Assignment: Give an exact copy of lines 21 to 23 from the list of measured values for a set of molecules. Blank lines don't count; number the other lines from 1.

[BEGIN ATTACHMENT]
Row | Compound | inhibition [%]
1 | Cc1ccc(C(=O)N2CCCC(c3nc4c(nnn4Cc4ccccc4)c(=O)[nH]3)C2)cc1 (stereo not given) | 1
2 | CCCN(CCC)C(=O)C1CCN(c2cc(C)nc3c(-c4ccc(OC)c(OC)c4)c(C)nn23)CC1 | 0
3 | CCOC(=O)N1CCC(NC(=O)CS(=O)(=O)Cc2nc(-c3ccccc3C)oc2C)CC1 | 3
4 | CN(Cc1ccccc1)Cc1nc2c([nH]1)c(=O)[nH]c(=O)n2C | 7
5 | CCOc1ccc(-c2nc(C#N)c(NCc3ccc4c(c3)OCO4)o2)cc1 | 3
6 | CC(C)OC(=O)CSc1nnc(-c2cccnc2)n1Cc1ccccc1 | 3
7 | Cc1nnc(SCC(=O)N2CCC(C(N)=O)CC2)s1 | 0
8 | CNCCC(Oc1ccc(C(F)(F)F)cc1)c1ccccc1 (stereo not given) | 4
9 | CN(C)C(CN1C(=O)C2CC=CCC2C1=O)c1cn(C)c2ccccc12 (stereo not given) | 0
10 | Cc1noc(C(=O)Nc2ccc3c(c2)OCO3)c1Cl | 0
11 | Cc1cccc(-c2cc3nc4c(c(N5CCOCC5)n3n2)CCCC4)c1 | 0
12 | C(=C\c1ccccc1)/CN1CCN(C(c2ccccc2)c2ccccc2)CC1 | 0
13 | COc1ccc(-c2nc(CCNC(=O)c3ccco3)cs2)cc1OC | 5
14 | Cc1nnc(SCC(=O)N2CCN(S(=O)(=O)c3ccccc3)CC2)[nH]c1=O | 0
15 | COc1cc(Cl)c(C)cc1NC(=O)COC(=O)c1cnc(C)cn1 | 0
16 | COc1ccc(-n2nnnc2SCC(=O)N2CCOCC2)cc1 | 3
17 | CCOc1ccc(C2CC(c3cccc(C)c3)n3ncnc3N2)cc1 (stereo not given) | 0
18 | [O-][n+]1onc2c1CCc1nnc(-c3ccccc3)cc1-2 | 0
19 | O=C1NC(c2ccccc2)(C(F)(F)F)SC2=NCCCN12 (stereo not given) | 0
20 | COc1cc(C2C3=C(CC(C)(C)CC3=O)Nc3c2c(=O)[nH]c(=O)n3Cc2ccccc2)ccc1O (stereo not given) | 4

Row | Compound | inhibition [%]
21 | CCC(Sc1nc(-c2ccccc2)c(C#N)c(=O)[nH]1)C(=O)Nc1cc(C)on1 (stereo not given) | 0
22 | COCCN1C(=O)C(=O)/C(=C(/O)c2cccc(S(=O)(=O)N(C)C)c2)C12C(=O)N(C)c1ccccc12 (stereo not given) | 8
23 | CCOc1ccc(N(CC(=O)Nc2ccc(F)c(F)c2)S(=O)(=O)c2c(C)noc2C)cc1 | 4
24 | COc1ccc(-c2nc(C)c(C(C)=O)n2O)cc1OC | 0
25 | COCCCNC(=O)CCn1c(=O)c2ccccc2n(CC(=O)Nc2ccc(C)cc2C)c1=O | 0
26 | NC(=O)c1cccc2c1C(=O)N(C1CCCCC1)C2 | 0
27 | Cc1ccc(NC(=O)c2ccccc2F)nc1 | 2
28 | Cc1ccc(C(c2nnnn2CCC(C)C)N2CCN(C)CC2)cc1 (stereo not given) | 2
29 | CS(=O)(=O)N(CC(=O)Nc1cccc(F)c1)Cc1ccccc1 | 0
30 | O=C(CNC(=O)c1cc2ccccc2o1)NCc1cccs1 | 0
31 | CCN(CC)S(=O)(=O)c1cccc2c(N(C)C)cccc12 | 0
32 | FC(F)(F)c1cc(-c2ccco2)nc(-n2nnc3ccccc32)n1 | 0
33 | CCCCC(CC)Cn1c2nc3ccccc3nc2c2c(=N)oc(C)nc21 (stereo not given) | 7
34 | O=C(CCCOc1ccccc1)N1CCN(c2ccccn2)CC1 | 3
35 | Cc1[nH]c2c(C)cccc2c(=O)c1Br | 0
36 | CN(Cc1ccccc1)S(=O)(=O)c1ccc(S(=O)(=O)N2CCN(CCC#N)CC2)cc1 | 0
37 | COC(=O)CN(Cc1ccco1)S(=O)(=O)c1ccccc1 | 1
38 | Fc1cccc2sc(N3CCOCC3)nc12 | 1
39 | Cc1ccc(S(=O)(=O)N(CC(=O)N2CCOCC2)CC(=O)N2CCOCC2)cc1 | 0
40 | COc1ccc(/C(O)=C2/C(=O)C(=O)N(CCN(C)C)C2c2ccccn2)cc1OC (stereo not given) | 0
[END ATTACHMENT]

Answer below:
20 | COc1cc(C2C3=C(CC(C)(C)CC3=O)Nc3c2c(=O)[nH]c(=O)n3Cc2ccccc2)ccc1O (stereo not given) | 4

Row | Compound | inhibition [%]
21 | CCC(Sc1nc(-c2ccccc2)c(C#N)c(=O)[nH]1)C(=O)Nc1cc(C)on1 (stereo not given) | 0